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Description du conseil

Flowers or seeds, everything is good in lupin, or almost. This pretty pulse is tasty, ecological, easy to cook and has loads of health-giving properties! Let’s take a closer look at all the benefits of this protein-rich plant that can be cooked to your heart's content... for those who do not suffer from allergies.


What is lupin?

Lupins are a group of several plant species in the Fabaceae family. Does the name sound familiar? This makes sense, since the Fabaceae are none other than the pulses, those nutritional wonders that include soybeans, chickpeas and beans, broad beans or lentils. In the garden, several varieties are used as ornamental plants for their colourful clusters.

Cultivated for nearly 14,000 years for animal and human consumption, lupins have long been rejected from refined cuisine. Its down side? Its high alkaloid content, which are particularly bitter molecules, and can even be toxic in high doses. Don't panic though, the species cultivated today for food are those that contain few or none of these molecules... The moral is, it’s fine to use lupin to cook with, but never crunch the seeds in the garden!

Lupin and allergies

Lupin is an allergen and is often cross-allergic with peanuts. If you are potentially sensitive or have a known allergy, it is best to admire it from a distance. And like any allergen, avoid introducing it too early in a child's diet.


What are the benefits of lupin?

Do you know all about lentils and chickpeas? Vary your veggie diet and take advantage of the nutritional benefits of a pulse that can be used in many forms: whole seed, crushed seed, flour, flakes, etc

 -Lupins are delicious. It is as divine as a chewable seed as it is in a recipe. In flour or flake form, it has a nutty, almost biscuity flavour.
-With 35-45% protein, it would outperform all its competitors as a source of vegetable protein. It is popular with sportsmen, vegetarians and vegans.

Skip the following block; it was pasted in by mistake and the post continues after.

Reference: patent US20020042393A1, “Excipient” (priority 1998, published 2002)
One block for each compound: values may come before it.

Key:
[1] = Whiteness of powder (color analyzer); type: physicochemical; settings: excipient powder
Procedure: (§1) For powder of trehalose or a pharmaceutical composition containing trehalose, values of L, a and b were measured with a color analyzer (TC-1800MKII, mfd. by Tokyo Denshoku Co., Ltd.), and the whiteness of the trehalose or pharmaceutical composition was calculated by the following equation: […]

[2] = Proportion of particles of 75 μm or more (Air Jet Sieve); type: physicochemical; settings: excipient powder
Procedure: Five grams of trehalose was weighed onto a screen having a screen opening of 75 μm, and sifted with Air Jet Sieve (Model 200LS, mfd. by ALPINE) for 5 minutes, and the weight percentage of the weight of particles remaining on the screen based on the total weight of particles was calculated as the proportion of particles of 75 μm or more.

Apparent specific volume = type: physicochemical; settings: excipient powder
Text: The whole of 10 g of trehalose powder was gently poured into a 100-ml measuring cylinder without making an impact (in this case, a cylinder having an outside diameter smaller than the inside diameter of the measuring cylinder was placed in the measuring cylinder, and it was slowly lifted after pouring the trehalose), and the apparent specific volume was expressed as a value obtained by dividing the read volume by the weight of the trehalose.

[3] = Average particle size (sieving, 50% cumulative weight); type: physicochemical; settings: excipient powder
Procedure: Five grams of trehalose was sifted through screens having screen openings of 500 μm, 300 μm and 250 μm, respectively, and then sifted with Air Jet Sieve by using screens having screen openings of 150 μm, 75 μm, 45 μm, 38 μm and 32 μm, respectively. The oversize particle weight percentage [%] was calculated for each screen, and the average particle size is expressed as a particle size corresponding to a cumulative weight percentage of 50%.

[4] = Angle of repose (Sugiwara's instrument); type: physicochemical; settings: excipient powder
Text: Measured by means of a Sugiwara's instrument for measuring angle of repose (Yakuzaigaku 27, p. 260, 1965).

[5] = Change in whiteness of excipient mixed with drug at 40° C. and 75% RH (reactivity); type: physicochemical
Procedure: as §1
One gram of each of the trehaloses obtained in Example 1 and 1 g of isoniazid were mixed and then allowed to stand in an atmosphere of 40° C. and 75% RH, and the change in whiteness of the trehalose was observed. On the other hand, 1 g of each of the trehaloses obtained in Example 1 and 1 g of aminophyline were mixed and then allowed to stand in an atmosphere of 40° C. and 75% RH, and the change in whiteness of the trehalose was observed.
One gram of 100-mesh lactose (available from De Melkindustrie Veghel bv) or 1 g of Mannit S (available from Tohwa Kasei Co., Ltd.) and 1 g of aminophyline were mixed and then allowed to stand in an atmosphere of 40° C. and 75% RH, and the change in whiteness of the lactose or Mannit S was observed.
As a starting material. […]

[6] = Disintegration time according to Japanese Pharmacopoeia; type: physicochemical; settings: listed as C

-Rich in fibre, it facilitates digestion and transit through the intestines.
-It is generously provided with minerals and vitamins such as sodium, copper, magnesium, iron, calcium, vitamins A, B and C.
-Its emulsifying properties means it can be used to replace eggs in many recipes.
-A hardy plant, lupin is resistant and requires few treatments. All of which makes it an organic farming champion!
-Adapted to European climates, Priméal lupins are mainly grown in France or nearby countries.
-Like all pulses, lupins have the ability to recover nitrogen from the air and recycle it into the soil. So lupin crops help to regenerate and fertilise poor soils.


How to use lupin

The real problem with lupins has long been the lack of supply. Except for flour, and even then, cooking with it was a real challenge. But luckily at Priméal we love challenges.

In flour

Crushed lupin seeds produce a flour with a pleasing yellow colour. Gluten-free, it binds, emulsifies or thickens. It can bind a sauce, replace part of the egg content in cakes, buns, shortbread or cinnamon rolls... Or even completely in pastry, biscuits, pancakes or cupcakes, to the delight of vegan cooks. And the recipes get a nice dose of protein in the process!

In flakes

Fancy reinventing muesli? Easy. At Priméal, breakfast has been reinvented by mixing lupin, oats, barley, quinoa and soya flakes, sunflower seeds, chickpea petals and apple chunks. A great way to start the day with plenty of fibre and protein... or a healthy and tasty mix that can be used to liven up yoghurt, give verrines a twist and reinvent the crumble.

In crushed or whole seeds

Do you prefer your lupins ready to eat, already mixed, as an almost complete meal? Treat yourself to a mixed rice. Combined with organic Camargue rice, sunflower seeds and a few carrot flakes, Priméal rice mix offers an interesting combination of cereals and pulses to balance the plant proteins consumed. Better still, it provides gourmet flavour and texture by combining softness and crunchiness. Even better, it stands on its own but enhances a vegetable dish or spices up a cold salad. Even better still, it only takes 15 minutes to cook!

And now, in natural seed form packed in jars and ready to eat! This is the new Priméal preserve, and we'll tell you all about it in next week's article.